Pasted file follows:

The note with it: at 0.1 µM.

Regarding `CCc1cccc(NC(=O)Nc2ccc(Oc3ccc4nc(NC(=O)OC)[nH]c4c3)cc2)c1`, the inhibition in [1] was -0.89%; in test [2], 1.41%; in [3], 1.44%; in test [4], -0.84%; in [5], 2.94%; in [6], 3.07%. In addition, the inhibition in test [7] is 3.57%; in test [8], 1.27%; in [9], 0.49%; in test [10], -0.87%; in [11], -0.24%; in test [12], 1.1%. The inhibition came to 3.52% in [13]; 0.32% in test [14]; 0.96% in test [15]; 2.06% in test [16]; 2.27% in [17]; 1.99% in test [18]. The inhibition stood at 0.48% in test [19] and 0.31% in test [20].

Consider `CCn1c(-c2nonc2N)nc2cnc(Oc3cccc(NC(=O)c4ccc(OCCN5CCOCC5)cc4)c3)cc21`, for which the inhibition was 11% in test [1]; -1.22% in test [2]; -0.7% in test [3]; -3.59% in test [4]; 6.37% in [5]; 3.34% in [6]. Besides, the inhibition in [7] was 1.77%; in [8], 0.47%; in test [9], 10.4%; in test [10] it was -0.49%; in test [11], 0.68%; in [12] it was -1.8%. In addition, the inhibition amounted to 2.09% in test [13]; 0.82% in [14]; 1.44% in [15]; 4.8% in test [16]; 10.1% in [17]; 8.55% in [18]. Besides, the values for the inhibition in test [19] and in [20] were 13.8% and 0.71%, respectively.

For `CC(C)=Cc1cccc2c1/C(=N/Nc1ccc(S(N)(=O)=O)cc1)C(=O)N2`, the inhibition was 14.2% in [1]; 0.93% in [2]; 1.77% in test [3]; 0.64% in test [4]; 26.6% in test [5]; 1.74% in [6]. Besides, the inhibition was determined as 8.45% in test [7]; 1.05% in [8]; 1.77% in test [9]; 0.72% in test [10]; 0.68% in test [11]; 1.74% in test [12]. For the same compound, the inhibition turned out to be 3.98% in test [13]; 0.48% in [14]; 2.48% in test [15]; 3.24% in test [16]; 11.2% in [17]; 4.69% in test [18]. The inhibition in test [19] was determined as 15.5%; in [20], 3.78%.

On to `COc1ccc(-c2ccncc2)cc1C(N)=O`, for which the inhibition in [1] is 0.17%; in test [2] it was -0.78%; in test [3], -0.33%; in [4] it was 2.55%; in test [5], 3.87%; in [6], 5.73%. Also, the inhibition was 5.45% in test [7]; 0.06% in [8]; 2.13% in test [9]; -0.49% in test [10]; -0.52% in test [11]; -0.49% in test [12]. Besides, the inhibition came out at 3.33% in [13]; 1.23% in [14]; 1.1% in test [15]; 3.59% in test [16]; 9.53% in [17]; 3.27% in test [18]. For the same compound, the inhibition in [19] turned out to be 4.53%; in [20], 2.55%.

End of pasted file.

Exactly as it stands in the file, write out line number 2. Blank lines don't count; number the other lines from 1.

Regarding `CCc1cccc(NC(=O)Nc2ccc(Oc3ccc4nc(NC(=O)OC)[nH]c4c3)cc2)c1`, the inhibition in [1] was -0.89%; in test [2], 1.41%; in [3], 1.44%; in test [4], -0.84%; in [5], 2.94%; in [6], 3.07%. In addition, the inhibition in test [7] is 3.57%; in test [8], 1.27%; in [9], 0.49%; in test [10], -0.87%; in [11], -0.24%; in test [12], 1.1%. The inhibition came to 3.52% in [13]; 0.32% in test [14]; 0.96% in test [15]; 2.06% in test [16]; 2.27% in [17]; 1.99% in test [18]. The inhibition stood at 0.48% in test [19] and 0.31% in test [20].